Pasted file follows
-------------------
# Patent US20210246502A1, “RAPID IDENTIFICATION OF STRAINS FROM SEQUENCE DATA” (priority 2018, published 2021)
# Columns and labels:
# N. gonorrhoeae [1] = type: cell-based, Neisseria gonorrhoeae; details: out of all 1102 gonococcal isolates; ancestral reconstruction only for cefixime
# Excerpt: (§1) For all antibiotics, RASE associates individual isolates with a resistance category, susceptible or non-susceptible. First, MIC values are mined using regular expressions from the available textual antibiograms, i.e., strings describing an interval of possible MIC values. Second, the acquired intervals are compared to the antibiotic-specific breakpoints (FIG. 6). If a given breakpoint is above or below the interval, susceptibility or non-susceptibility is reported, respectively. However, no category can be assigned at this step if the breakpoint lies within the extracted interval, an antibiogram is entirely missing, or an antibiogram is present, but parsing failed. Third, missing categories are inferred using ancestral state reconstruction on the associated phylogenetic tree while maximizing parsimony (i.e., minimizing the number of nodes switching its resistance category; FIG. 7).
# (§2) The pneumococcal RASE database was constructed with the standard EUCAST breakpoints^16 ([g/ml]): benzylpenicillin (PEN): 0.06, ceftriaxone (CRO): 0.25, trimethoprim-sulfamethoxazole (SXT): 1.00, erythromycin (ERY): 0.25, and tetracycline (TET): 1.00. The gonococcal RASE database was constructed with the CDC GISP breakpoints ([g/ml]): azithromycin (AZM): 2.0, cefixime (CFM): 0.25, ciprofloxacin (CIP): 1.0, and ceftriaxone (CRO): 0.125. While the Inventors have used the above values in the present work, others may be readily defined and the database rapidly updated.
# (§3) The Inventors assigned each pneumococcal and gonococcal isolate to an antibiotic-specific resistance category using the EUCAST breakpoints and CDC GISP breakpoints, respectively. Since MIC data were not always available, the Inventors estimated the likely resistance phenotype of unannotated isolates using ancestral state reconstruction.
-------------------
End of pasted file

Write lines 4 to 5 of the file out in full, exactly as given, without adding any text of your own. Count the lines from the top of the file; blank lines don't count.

# Excerpt: (§1) For all antibiotics, RASE associates individual isolates with a resistance category, susceptible or non-susceptible. First, MIC values are mined using regular expressions from the available textual antibiograms, i.e., strings describing an interval of possible MIC values. Second, the acquired intervals are compared to the antibiotic-specific breakpoints (FIG. 6). If a given breakpoint is above or below the interval, susceptibility or non-susceptibility is reported, respectively. However, no category can be assigned at this step if the breakpoint lies within the extracted interval, an antibiogram is entirely missing, or an antibiogram is present, but parsing failed. Third, missing categories are inferred using ancestral state reconstruction on the associated phylogenetic tree while maximizing parsimony (i.e., minimizing the number of nodes switching its resistance category; FIG. 7).
# (§2) The pneumococcal RASE database was constructed with the standard EUCAST breakpoints^16 ([g/ml]): benzylpenicillin (PEN): 0.06, ceftriaxone (CRO): 0.25, trimethoprim-sulfamethoxazole (SXT): 1.00, erythromycin (ERY): 0.25, and tetracycline (TET): 1.00. The gonococcal RASE database was constructed with the CDC GISP breakpoints ([g/ml]): azithromycin (AZM): 2.0, cefixime (CFM): 0.25, ciprofloxacin (CIP): 1.0, and ceftriaxone (CRO): 0.125. While the Inventors have used the above values in the present work, others may be readily defined and the database rapidly updated.